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How to Help Your Children Cope With a Move Abroad

Moving to a new country can be an exciting, and challenging time for your family. While the move to distant shores can open the door to new opportunities, it’s worth remembering that you’re uprooting your entire life, and the lives of your children, to immerse yourself in a new culture. Naturally, the process is likely to be just as stressful as it is thrilling.

The key to making sure your move is successful is to prepare yourself and your kids so that you have as seamless a transition as possible. A change of this magnitude will be a greater challenge for kids than it is for the parents, so it is essential to think about their needs carefully before you pack your bags, and purchase your airline tickets. Here are just some of the things you can do.

  1. Start by talking to your youngsters

A habit of open communication is crucial when you’re looking for ways to make sure your move goes well. Children can easily get confused and overwhelmed by big life changing events, particularly when it means leaving their friends, other family members, and familiar routines behind. Sit down and talk to your kids about the reasons you’ve decided to move, and what the change will mean for them. Be sure and highlight the positive sides of moving as much as possible, but don’t be afraid to talk through some of their concerns. For instance, remind them that they can still see grandma during the holidays, and over video calls.

  1. Consider education carefully

Education is crucial to the healthy development of any child. Unfortunately, it can be incredibly difficult to find a way for your child to transition from one school curriculum, to another – particularly when you’re moving across continents. For example, imagine a family moving from the US to Hong Kong. Yes, there is excellent international education in Hong Kong available, but that change of school will have to be coped with by the kids while experiencing the hustle and bustle of one of the busiest cities in the world. However, services are available to help give transfer children the skills they need in most parts of the developed world, while teaching a new language from scratch. Be sure to consider the timing of the move carefully, so that it corresponds with the semester times in your new country.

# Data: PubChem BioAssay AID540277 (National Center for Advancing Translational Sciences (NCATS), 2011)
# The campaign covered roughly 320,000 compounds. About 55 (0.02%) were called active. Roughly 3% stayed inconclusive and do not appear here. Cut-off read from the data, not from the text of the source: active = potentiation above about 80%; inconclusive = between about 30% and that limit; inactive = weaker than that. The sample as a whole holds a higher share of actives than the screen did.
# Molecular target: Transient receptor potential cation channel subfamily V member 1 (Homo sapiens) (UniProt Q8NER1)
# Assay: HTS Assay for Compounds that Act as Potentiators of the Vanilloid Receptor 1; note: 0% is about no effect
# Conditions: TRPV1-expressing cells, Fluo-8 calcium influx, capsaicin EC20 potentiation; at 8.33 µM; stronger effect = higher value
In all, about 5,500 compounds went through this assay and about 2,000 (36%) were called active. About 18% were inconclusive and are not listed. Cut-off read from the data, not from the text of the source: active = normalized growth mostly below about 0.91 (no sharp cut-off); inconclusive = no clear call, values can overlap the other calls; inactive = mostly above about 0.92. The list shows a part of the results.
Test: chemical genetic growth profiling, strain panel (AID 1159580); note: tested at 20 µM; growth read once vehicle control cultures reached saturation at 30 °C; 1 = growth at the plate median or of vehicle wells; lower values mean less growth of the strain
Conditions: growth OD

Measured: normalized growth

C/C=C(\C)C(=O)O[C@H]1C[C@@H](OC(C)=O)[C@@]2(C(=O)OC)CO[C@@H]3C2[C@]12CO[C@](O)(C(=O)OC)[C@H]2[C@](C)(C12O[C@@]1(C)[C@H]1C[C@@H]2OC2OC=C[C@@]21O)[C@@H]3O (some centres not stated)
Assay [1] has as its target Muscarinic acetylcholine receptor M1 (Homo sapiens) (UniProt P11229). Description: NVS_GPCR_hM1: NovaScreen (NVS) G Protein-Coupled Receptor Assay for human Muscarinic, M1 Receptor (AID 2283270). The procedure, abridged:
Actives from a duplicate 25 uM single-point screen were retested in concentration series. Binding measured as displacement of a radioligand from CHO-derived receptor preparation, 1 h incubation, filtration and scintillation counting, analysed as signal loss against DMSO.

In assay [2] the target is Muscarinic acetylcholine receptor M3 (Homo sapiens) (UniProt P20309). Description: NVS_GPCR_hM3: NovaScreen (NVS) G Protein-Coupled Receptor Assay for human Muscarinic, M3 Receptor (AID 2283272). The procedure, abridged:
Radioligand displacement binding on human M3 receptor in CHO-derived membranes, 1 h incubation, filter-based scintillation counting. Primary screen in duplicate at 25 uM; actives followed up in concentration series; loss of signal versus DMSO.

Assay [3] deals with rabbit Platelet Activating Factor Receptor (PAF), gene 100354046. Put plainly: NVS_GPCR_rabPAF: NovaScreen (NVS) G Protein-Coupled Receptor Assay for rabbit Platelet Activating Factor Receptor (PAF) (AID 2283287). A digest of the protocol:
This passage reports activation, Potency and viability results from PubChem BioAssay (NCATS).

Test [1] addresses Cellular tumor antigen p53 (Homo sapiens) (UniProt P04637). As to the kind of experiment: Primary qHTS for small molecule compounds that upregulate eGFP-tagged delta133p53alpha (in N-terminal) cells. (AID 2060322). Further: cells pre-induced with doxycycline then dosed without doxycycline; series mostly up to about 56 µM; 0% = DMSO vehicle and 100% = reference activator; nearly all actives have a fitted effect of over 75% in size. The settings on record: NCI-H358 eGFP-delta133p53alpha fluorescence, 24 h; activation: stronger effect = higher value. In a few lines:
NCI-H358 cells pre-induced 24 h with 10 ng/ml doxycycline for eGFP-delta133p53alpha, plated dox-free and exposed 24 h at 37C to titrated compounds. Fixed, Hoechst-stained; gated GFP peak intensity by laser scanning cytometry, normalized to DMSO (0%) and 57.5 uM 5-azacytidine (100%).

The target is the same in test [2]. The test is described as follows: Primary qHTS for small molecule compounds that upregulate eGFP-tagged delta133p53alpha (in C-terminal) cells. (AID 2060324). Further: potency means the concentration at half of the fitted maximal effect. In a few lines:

1. Consider your child’s age carefully

Finally, it’s worth thinking about your child’s age, and how well they’re likely to respond to the move before you decide to start a new life abroad. In some cases, the older a child, the more likely they are to need extra support from counselors when it comes to managing a move, while younger children do accept change more readily. If you’re moving to a country that doesn’t speak the same language, young kids can adopt new languages faster and more easily than adults. If you’re concerned that your child won’t be able to respond well to their new environment, it may be important to get support strategies in place before your move.

Making the move with children

Deciding to move to a new country with your children can be a complicated, and challenging experience. However, most parents find that the more time they spend researching their new environment, and preparing for the months ahead, the more successful their move can be. Speak to your child, invest in their education, and think carefully about the support strategies they’ll need to transition seamlessly into a new home.

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